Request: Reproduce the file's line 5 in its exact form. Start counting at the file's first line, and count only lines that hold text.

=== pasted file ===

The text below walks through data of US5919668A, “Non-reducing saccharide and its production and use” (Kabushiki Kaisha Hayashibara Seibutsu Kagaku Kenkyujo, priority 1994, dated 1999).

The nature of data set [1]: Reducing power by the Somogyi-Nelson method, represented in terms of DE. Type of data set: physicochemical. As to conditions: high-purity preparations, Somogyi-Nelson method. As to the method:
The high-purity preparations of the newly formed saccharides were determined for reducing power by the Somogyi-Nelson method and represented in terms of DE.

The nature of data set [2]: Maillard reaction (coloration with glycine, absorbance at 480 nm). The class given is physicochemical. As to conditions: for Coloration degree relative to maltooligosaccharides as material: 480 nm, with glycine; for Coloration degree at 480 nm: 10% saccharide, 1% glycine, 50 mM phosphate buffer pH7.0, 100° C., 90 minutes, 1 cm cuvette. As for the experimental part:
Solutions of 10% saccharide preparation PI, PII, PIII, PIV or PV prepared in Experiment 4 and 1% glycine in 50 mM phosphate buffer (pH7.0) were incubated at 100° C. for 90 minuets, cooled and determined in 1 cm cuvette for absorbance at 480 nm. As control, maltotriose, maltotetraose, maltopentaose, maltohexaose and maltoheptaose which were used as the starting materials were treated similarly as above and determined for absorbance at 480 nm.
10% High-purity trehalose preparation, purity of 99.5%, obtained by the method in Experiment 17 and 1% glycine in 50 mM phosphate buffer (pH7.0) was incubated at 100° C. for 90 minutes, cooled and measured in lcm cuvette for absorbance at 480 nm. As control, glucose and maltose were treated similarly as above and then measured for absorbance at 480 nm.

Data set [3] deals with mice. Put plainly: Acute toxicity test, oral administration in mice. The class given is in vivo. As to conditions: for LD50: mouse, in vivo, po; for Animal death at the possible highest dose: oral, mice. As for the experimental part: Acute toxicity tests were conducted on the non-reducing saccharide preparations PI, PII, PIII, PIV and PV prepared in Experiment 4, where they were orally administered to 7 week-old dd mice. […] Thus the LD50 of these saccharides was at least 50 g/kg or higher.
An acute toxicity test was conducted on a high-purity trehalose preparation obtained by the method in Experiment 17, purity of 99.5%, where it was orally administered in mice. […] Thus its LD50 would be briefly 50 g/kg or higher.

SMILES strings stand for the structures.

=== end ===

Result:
Solutions of 10% saccharide preparation PI, PII, PIII, PIV or PV prepared in Experiment 4 and 1% glycine in 50 mM phosphate buffer (pH7.0) were incubated at 100° C. for 90 minuets, cooled and determined in 1 cm cuvette for absorbance at 480 nm. As control, maltotriose, maltotetraose, maltopentaose, maltohexaose and maltoheptaose which were used as the starting materials were treated similarly as above and determined for absorbance at 480 nm.